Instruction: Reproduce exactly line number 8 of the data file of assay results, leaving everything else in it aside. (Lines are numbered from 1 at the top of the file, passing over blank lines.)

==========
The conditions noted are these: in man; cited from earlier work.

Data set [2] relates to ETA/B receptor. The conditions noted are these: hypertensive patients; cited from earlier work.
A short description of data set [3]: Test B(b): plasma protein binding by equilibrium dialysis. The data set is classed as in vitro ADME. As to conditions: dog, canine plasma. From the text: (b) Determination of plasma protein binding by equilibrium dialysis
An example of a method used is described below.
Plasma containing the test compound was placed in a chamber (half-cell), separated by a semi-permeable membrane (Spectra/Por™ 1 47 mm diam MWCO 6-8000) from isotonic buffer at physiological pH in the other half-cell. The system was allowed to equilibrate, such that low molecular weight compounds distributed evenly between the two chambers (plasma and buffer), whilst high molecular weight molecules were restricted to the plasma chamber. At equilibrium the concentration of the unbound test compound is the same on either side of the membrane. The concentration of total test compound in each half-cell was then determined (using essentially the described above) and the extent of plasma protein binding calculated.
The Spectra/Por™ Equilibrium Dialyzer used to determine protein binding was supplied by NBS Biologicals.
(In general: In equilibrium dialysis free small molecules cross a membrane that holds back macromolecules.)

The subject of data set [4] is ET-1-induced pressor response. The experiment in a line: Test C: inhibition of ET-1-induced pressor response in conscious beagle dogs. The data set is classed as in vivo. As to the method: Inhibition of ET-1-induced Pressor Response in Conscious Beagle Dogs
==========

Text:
The subject of data set [4] is ET-1-induced pressor response. The experiment in a line: Test C: inhibition of ET-1-induced pressor response in conscious beagle dogs. The data set is classed as in vivo. As to the method: Inhibition of ET-1-induced Pressor Response in Conscious Beagle Dogs